> >> > >better versed in these concepts, it would have a significant impact
> >>on
> >> > >the future of accessible technologies.
> >> > >
> >> > >For example, all of the above points perfectly illustrate how ARIA
> >> > >works, by being rendered in the DOM and changing the Accessibility
> >>Tree
> >> > >in the browser, which is mapped to the relevant control types on the
> >> > >platform Accessibility API, which ATs like screen readers then
> >> > >interface with, which is then conveyed to AT users.
> >> > >
> >> > >It wouldn't be difficult to add this simple explanation to a
> >> > >programming training course for developers, and none of it requires
> >> > >Assistive Technology expertise on behalf of developers to understand
> >>or
> >> reproduce.
> >> > >
> >> > >
> >> > >
> >> > >
> >> > >
> >> > >-----Original Message-----
> >> > >From: WebAIM-Forum [mailto: <EMAIL REMOVED> ] On
> >> > >Behalf Of Jonathan Avila
> >> > >Sent: Friday, July 17, 2015 6:23 PM
> >> > >To: WebAIM Discussion List
> >> > >Subject: Re: [WebAIM] Screen Readers as a Development Tool for Web
> >> > >Developers
> >> > >
> >> > >> I continue to believe that expecting folks to learn how to use
> >>screen
> >> > >>readers is not going to scale. And it too often takes people down
> >>rat
> >> > >>holes that are not important. I find that this is especially so when
> >> > >>folks have never seen real people who use a screen reader. Using a
> >> > >>screen reader is not like using a browser.
> >> > >
> >> > >I agree. And while I believe that watching a screen reader user and
> >> > >trying to use one helps with empathy and understanding it is
> >> > >unrealistic to expect developers to be up-to-date screen reader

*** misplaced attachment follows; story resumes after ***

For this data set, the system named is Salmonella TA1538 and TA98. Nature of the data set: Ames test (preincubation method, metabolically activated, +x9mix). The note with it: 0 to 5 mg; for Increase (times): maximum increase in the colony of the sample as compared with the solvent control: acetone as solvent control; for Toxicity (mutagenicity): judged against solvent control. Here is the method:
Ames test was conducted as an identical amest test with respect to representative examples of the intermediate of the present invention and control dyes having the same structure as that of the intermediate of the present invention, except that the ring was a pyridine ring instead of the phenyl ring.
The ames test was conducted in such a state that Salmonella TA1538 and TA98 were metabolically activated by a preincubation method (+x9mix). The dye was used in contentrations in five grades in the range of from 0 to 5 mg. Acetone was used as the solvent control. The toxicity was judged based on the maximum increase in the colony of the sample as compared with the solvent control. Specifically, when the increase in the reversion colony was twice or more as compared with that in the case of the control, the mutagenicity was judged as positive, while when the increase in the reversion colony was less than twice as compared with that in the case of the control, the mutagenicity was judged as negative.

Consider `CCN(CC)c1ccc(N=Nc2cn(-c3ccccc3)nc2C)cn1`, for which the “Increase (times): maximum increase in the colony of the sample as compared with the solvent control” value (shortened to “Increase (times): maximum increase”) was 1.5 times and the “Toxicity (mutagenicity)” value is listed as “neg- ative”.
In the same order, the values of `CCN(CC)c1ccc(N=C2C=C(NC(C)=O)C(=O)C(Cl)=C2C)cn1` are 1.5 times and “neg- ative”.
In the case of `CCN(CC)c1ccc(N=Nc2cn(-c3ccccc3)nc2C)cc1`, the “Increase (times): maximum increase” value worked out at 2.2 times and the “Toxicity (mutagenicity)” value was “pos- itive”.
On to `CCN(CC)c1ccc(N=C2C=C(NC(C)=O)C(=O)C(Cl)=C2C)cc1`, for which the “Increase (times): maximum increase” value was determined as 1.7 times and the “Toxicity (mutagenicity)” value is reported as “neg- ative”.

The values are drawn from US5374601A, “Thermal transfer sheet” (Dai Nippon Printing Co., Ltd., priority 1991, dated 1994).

> >>users.
> >> > >
> >> > >What we really need are
> >> > >* Tools that can inspect the accessibility properties beyond what
> >>tools
> >> > >provide today and give developers assurance that what they have
> >> > >implemented is valid, correct, and will be consumed correctly by
> >> > >assistive technology
> >> > >* Screen readers that operate in standards compliant modes
> >> > >* More APIs such as text and JavaScript accessibility APIs so we
> >>don't
> >> > >have hopelessly complicated and unsupportable methods of exposing
> >> > >accessibility, e.g. methods that Google Docs uses for rich text
> >>areas.
> >> > >* Accessibility training for developers and accessibility in the
> >> > >secondary school and university curriculum
> >> > >* Tools such as authoring environments that make it easy for people
> >>to
> >> > >create accessible content
> >> > >* Frameworks that build accessibility in at the beginning, e.g not
> >>like
> >> > >Angular
> >> > >
> >> > >Jonathan
> >> > >--
> >> > >Jonathan Avila
> >> > >Chief Accessibility Officer
> >> > >SSB BART Group
> >> > > <EMAIL REMOVED>
> >> > >
> >> > >703-637-8957 (o)
> >> > >Follow us: Facebook | Twitter | LinkedIn | Blog | Newsletter
> >> > >
> >> > >
> >> > >-----Original Message-----
> >> > >From: WebAIM-Forum [mailto: <EMAIL REMOVED> ] On
> >> > >Behalf Of Jennifer Sutton
> >> > >Sent: Friday, July 17, 2015 2:44 PM
> >> > >To: WebAIM Discussion List
> >> > >Subject: Re: [WebAIM] Screen Readers as a Development Tool for Web
> >> > >Developers
> >> > >
> >> > >As evidenced by a recent thread:
> >> > >http://webaim.org/discussion/mail_thread?threadp00